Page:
Note: This is the second post in a series of four posts on how we use Shortcut for the Product Management of Shortcut. For other posts in the series check out the links at the end of the post!
Update: As of 7/23/19 we have updated Teams and replaced it with a more descriptive name: Story Workflow. While the name has been updated no functionality has changed. Learn more about this change in this blog post.
Now it’s time to look at how we use Story Workflows (formerly Teams) & Projects. In Shortcut (the product). A Story Workflow is a collection of related Projects with the same workflow. At Shortcut (the company), the relationship of the Projects could be based on role, purpose, department, or any number of other factors.
“Story Workflows” should:
Some of the ways we group projects into “Story Workflows":
Because of the way we use Story Workflows means that Projects can be used for any number of purposes, Projects do not have a specific definition. Their content and format depend on usage. However, we do have some considerations when creating and using Projects.
To illustrate this a little further, let’s look at two types of “Story Workflows” we use at Shortcut: one based on a department - in this case, Engineering - and one based on a purpose - in this case, Unsolved User Problems. Due to their different natures, each one has a specific workflow (which I’ll also detail).
At Shortcut “Engineering” projects are where any given group (e.g., backend, frontend, DevOps, etc.) goes to see what work they have assigned to them, which is related to active development. “Active development” includes any story that has been prioritized either because its parent Epic is linked to a current Milestone or because the story was prioritized in a prioritization planning meeting.
Engineering Projects should:
Engineering Projects should not:
Projects within the Engineering Team look about how you’d expect. There’s the standard “group” stuff that you’d expect, i.e.:
We also have additional projects for work done in support of Engineering stories, while not sitting within the Engineering “department” or team, i.e.:
The Engineering Team’s workflow tracks the progress of work. The workflow looks like this:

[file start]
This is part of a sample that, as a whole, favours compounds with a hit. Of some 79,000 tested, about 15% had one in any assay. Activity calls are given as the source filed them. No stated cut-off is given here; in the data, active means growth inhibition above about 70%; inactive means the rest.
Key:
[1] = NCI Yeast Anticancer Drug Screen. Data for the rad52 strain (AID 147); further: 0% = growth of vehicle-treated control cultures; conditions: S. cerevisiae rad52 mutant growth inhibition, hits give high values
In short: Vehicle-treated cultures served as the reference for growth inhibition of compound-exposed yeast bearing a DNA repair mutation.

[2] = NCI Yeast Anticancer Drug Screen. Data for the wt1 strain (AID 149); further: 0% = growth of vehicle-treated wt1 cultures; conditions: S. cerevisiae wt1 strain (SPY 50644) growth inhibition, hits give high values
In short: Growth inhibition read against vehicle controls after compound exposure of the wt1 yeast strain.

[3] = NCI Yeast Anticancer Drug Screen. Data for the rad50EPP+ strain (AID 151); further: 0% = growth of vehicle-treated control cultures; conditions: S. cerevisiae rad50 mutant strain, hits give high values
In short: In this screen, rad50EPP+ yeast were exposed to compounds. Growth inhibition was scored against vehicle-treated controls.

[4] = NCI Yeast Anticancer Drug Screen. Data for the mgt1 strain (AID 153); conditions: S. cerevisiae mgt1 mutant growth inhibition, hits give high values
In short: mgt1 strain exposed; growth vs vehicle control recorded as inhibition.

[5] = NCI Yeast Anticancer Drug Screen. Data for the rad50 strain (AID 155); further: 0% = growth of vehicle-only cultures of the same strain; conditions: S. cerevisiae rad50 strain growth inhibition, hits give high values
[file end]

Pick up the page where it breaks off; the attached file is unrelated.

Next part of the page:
The Unsolved User Problems ‘Team’ (UUP) is where all feature requests and known user problems are recorded and triaged. This is where all non-active development stories/ideas/requests are kept until they are moved into active development. All your personas can be accounted for in UUP including, your internal tech teams, APIs, internal stakeholders, etc.; they do not need to be limited to your end user personas.
UUP Projects should:
UUP Projects should not:
Here’s some examples of projects we have in our UUP team:
Unlike Engineering’s workflow, which tracks progress, the UUP workflow tracks the priority of work:
Priority for stories is discussed and decided in a weekly prioritization meeting. After a UUP Story has been prioritized, and work begins on it, it will get moved out of the UUP Team and into the relevant Project within the Engineering Team, converted into an Epic if necessary.
But what about work that isn’t related to the product itself, i.e. “back-office” stuff like brand marketing, recruiting and customer support? We account for these as separate Story Workflows, e.g. Marketing, People & Recruiting, CX, etc. As mentioned, due to its sensitive and confidential nature, Finance has a separate, private Workspace.
To illustrate, here’s how some Story Workflows look in Shortcut:
Next up, we’re going to look at how we use Milestones & Epics at Shortcut.
How do you use Story Workflows & Projects at your company? We’d love to hear about it on Twitter.
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